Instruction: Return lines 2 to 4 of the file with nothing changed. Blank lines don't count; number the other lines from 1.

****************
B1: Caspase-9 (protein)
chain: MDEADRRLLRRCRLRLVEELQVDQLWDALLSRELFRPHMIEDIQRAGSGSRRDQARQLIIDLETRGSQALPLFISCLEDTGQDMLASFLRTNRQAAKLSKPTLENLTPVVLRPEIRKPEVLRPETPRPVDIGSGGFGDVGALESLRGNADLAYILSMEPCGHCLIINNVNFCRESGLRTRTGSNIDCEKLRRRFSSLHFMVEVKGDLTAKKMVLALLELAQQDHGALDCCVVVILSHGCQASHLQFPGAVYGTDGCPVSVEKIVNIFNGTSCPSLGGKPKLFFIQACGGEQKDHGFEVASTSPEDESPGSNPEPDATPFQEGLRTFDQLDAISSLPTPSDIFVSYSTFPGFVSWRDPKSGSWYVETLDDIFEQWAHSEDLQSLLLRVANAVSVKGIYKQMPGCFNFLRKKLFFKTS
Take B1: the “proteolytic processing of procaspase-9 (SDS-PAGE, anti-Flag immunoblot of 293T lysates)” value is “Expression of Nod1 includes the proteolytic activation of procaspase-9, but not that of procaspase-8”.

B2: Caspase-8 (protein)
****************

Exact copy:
chain: MDEADRRLLRRCRLRLVEELQVDQLWDALLSRELFRPHMIEDIQRAGSGSRRDQARQLIIDLETRGSQALPLFISCLEDTGQDMLASFLRTNRQAAKLSKPTLENLTPVVLRPEIRKPEVLRPETPRPVDIGSGGFGDVGALESLRGNADLAYILSMEPCGHCLIINNVNFCRESGLRTRTGSNIDCEKLRRRFSSLHFMVEVKGDLTAKKMVLALLELAQQDHGALDCCVVVILSHGCQASHLQFPGAVYGTDGCPVSVEKIVNIFNGTSCPSLGGKPKLFFIQACGGEQKDHGFEVASTSPEDESPGSNPEPDATPFQEGLRTFDQLDAISSLPTPSDIFVSYSTFPGFVSWRDPKSGSWYVETLDDIFEQWAHSEDLQSLLLRVANAVSVKGIYKQMPGCFNFLRKKLFFKTS
Take B1: the “proteolytic processing of procaspase-9 (SDS-PAGE, anti-Flag immunoblot of 293T lysates)” value is “Expression of Nod1 includes the proteolytic activation of procaspase-9, but not that of procaspase-8”.

B2: Caspase-8 (protein)